After a 15-20 minute break we took off for the last 10 miles into the wind. Up to that point my average speed was 13.4. When we finally reached the turnaround point and started heading SW back to Sheridan and the rest stop I was elated. Instantly I was doing 20 mph. It was about this time I noticed it was after 10:00. I said I'd be home by 1pm and it wasn't looking good. Jeff was fine with me taking off since he wasn't going to risk bonking from redlining. So I took off alone. A mile later I got in behind a couple of guys on a tandem and proceeded to haul ass for a few miles while getting a rest, averaging 22-24 mph. It was pretty much the only time I drafted anyone - there was no paceline involvement on this ride, so it was a nice, fun, easy few miles.
I pulled back into the rest stop, anxious for more of the yummy soup. I was devastated when I discovered they had lost power and only gotten it back a few minutes earlier, meaning cold soup. Instead, I filled my water and gatorade bottles and attacked the PBJ sandwiches, eating three. I also had another half a banana and a few apple slices. I removed the arm warmers and switched gloves since I was a bit warm, but opted to keep the shoe covers on since my feet were still a bit cold. As I was getting ready to leave Jeff came in, and then Janet and her group. A few minutes later I saw Mark, another JBC member. We all chatted for a few minutes and I took off for the YMCA.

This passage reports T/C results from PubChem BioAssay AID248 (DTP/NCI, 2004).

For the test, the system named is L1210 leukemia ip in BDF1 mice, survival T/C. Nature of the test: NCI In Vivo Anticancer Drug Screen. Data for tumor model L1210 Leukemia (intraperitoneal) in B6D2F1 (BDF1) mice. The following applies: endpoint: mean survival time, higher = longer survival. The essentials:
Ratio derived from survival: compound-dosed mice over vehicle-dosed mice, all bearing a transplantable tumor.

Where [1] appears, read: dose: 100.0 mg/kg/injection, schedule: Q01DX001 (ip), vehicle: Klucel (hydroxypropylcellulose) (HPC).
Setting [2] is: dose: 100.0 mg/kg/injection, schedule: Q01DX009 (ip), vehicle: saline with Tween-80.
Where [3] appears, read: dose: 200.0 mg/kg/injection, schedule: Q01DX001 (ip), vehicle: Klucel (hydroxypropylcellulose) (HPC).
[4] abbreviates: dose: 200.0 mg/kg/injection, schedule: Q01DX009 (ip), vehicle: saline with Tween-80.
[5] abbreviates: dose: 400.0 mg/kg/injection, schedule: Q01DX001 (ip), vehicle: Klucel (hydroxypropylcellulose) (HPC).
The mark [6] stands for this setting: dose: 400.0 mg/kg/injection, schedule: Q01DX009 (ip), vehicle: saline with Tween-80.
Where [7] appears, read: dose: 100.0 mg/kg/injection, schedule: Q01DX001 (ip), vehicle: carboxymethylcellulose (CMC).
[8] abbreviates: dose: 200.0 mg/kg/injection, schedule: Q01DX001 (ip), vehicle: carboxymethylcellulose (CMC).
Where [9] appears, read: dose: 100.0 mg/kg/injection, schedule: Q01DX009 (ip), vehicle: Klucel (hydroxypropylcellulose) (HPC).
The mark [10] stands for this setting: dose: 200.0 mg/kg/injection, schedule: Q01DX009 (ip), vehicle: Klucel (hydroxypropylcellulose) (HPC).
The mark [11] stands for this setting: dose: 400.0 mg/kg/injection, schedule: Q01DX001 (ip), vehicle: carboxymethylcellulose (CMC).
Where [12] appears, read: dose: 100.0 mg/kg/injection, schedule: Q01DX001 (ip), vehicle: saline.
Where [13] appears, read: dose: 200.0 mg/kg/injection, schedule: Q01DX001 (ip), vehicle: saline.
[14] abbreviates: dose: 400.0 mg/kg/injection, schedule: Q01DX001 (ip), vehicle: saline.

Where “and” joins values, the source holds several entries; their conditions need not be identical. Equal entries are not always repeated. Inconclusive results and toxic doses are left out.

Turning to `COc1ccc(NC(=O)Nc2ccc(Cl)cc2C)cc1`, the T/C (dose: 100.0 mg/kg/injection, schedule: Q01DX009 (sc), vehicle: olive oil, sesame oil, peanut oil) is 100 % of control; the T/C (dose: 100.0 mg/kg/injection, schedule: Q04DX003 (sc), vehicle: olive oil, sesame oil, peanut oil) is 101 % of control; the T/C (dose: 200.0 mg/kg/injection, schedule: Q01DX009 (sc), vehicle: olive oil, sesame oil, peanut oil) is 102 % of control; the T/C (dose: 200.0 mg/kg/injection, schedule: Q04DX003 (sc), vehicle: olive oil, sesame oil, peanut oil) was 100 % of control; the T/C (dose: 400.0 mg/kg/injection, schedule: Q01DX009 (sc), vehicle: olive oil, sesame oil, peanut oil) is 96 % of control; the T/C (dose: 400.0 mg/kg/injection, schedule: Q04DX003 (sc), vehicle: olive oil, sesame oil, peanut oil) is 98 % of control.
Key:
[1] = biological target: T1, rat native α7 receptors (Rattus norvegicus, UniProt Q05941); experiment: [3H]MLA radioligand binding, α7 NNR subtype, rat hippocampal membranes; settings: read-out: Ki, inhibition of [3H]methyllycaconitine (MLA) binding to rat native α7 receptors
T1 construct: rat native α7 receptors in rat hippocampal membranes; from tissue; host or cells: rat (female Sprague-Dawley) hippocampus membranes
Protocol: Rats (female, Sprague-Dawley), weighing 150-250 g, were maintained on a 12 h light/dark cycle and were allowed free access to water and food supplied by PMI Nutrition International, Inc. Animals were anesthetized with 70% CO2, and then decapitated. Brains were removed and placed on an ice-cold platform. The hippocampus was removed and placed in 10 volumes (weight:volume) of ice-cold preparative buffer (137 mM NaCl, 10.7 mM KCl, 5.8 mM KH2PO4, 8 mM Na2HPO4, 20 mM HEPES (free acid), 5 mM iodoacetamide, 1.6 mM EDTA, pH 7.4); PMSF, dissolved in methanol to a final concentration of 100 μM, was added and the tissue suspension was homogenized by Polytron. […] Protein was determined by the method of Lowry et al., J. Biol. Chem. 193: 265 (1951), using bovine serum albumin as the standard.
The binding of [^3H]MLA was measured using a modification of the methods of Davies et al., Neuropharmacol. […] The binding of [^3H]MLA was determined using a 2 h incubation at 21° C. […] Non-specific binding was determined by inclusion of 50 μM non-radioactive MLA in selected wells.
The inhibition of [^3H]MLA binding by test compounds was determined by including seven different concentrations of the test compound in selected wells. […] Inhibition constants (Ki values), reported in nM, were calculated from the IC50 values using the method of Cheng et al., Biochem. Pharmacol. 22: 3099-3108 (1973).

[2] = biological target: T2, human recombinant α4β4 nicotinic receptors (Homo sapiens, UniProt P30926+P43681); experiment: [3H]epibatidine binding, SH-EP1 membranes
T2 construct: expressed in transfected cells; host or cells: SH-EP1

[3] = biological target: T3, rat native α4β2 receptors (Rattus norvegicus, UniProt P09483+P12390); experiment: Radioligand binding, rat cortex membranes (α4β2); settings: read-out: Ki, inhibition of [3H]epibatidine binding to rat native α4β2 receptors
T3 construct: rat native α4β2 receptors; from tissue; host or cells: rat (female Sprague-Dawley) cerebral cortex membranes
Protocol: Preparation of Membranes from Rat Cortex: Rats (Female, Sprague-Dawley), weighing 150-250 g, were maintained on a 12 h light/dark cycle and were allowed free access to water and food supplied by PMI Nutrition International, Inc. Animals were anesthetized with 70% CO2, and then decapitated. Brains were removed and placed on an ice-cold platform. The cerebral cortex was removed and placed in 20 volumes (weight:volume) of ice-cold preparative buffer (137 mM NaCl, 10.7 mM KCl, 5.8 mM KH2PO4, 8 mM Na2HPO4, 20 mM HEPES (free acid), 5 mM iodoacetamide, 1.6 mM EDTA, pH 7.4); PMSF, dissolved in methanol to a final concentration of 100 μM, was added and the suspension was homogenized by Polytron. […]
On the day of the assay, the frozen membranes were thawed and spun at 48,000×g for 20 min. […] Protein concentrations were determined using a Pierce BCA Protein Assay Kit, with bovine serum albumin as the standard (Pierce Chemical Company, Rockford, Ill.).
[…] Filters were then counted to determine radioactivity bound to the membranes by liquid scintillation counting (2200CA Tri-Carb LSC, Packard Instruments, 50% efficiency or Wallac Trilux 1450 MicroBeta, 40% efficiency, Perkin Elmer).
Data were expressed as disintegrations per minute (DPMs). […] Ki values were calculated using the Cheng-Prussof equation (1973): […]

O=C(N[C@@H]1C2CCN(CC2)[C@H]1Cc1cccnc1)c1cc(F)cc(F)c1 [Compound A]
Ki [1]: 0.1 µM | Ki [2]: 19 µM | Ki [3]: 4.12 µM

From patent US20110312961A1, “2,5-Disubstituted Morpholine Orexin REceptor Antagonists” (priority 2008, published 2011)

This last 20 miles was pretty lonely. I only encountered four other cyclists during this time. One within a mile of leaving the rest stop and the other three within two miles of the end. The other 17 miles I was alone - just me and (mostly) a tailwind. During one particular stretch I was unsure if I was even on the right road, as I saw no one else and there were no road markings to reassure me. I finally saw a marker after about 15 minutes of riding, thankful that I hadn't gone four or five miles off course.
The last few miles were a little tough but not that bad. As I rode through Ottawa the last mile and a half or so, I again saw no markings. It was almost as if they ran out of paint ;). I pulled into the parking lot a little after noon. 63.24 miles total. I went inside to get my piece of pumpkin pie, which I promptly wolfed down before heading home.
Overall I really enjoyed this ride. The route had some nice scenic parts, and it was a bit hillier than anything I have ridden previously. The route layout was also interesting in that there was only one rest stop, which I imagine made it easier logistically. One thing I haven't run into much happened twice today - dogs. One of them wasn't listening to its owner at all and really wanted a chunk out of the guy in front of me. She finally got it to back off. Still, it's scary, so I think I'll look into getting some of that spray, since 90% of my riding is on farm roads, where dogs run free.
The rest of the information can be found here.